"I think we sometimes forget just how high the bar for level C2 actually is! Even at the next level down, at level C1, I believe a person would already be good enough to hold down a pretty sophisticated job in a foreign country."
For me it's the opposite, I think we sometimes exaggerate how high the bar for C2 actually is.
Someone who has passed a C2 exam would be very proficient in a number of areas, but it's quite possible to pass the exam without being even close to that of a native.
When you say things like this: "But level C2 - or full native level", you make it sound like it's the same thing.
I have no doubt I could pass a French or Spanish C2 exam if I kept studying one of them actively for a few more years, and then one day I could get a job in France or Spain only to realise that the gap between C2 (exam passing ability) and "native level" is huge! The difference, however, becomes blurry if you get better at grammar, spelling and/or writing than many natives.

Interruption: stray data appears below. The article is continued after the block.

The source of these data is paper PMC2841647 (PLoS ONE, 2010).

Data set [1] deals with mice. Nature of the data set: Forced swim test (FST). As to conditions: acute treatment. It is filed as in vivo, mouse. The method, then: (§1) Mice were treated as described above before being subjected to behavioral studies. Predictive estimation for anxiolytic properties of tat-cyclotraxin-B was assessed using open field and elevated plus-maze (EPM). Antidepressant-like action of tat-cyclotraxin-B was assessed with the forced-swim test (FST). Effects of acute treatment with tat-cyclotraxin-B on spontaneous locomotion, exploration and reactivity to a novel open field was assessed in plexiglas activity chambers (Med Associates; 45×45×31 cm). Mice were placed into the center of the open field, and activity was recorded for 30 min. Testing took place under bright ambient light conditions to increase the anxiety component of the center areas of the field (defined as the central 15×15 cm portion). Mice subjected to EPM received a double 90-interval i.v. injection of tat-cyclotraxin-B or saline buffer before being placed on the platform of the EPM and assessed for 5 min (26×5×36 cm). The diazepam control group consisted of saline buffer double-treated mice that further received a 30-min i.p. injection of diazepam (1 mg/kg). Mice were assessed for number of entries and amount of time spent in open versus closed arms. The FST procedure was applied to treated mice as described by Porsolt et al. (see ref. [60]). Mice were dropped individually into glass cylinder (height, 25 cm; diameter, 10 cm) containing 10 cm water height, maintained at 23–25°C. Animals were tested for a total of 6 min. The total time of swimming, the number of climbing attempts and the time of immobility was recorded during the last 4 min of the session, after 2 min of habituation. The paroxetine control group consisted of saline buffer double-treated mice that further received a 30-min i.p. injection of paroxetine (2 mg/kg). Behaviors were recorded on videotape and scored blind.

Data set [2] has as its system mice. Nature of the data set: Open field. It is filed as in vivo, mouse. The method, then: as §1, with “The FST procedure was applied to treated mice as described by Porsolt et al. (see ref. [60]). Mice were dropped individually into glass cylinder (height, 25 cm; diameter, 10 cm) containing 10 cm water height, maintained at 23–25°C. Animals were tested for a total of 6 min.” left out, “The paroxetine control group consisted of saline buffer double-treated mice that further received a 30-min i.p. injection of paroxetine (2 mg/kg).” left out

Returning to the topic at hand, I think:
- anyone can become a polyglot
- the first language is the hardest
- it takes DAILY study and exposure (2 or 3 times a week won't take you very far, even in an "easy" language)